Sunday, September 30, 2012

How To Live Your Life And Blog Too

I early on learned that if I blogged what I was doing, I could find time to do all the things I want to do and keep the blog alive.  Writing about things forced me to think about them more, do some research about them, and generally learn a lot more.  And all that helped me remember things.

But blogging seems to be taking a lot more time away these days.  Partly my standards for myself have gotten higher and I spend more time documenting and cleaning up.  Partly, though, I'm involved in more things, plus things show up to interrupt me - lots of things around the house that need attention, etc.

Some things I'm reluctant to burden you with, but we are taking a Chinese class through the UAA Confucius Institute and if I'm going to keep up, I'm going to have to do some sharing here.

I've studied Chinese on and off since about 1989 when I taught in Hong Kong for a year and we took a once a week Cantonese class so we could talk to the vendors in the markets  and things like that.  Then I got involved with a research project in Beijing and decided I needed to study Mandarin just to get a little more sense of what was going on around me.  (Having spent a year as an undergraduate in Germany, I was able to get my German good enough to keep up with my classes and to discover how liberating it was to be able to escape my native language.  Nothing wrong with English, but your language limits you in subtle and not so subtle ways.  [Go here for a post on color in different languages and a link to a post on whether language affects how you think.]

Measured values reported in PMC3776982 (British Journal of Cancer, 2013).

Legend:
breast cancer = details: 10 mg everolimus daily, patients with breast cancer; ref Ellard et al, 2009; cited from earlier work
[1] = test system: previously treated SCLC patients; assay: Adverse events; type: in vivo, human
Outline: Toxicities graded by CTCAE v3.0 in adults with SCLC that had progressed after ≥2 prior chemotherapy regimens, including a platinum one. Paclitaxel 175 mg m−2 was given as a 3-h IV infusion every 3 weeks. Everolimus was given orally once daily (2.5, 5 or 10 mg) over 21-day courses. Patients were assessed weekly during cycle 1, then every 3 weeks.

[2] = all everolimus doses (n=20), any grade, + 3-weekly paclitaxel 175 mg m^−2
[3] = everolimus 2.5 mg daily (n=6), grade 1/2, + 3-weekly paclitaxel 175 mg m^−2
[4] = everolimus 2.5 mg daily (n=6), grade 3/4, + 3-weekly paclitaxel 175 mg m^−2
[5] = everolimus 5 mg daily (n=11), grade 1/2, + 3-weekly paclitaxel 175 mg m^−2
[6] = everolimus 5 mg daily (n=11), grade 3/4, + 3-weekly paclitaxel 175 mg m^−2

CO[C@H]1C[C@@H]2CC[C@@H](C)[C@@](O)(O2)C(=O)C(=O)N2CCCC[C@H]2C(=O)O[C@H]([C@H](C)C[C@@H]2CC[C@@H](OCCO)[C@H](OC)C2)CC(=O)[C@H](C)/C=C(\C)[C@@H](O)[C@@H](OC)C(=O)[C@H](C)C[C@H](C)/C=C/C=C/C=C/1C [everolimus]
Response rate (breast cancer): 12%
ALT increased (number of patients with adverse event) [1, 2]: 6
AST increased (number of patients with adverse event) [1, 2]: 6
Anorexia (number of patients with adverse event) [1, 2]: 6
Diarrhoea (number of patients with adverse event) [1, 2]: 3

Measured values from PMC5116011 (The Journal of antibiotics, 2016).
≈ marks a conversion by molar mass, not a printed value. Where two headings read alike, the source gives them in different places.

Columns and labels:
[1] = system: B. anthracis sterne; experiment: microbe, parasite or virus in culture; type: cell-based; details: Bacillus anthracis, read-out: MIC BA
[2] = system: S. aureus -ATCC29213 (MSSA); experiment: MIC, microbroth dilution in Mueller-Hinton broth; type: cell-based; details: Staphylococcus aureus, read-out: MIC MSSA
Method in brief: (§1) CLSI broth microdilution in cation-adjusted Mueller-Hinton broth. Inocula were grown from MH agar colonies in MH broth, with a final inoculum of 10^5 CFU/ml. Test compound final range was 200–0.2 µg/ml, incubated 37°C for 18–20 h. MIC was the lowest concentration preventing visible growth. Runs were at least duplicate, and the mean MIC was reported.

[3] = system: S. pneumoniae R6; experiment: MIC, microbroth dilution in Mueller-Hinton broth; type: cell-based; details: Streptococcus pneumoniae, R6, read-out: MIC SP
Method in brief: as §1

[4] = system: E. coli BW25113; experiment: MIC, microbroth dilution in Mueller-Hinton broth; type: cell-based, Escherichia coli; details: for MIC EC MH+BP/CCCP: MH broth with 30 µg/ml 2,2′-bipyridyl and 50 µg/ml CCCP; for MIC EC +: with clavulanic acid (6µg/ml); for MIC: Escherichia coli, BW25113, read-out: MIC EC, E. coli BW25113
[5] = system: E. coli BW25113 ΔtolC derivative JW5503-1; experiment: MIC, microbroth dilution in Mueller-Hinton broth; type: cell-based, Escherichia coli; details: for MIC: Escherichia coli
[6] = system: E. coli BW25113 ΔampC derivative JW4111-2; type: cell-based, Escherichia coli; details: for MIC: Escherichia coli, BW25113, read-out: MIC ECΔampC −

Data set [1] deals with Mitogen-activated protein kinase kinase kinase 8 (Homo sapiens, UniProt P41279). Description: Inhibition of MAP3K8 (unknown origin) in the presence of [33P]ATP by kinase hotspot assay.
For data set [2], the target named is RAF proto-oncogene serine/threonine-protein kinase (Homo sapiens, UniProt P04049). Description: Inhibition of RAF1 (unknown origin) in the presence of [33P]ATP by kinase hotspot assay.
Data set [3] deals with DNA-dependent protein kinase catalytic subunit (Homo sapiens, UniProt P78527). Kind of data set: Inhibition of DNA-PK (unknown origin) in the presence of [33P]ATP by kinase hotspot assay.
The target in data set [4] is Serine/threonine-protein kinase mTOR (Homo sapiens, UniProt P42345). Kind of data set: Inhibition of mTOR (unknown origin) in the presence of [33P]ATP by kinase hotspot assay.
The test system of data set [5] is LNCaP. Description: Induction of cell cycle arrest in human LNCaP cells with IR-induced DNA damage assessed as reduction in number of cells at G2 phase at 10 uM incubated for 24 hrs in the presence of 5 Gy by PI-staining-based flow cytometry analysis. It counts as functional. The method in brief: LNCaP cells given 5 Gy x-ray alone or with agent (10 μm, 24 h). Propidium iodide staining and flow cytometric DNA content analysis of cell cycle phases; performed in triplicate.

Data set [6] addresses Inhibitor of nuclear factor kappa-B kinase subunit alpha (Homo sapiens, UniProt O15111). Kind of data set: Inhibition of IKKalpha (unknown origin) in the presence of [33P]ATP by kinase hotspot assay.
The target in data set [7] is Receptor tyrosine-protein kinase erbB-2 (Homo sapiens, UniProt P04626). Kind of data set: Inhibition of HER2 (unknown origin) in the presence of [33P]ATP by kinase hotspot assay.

There were a couple of years of serious study.  Then I was distracted by other things for about ten years before getting serious again.  And that lapsed and I spent time in Thailand reviving my old Peace Corps Thai and seemingly painting over the brain cells that stored Chinese words.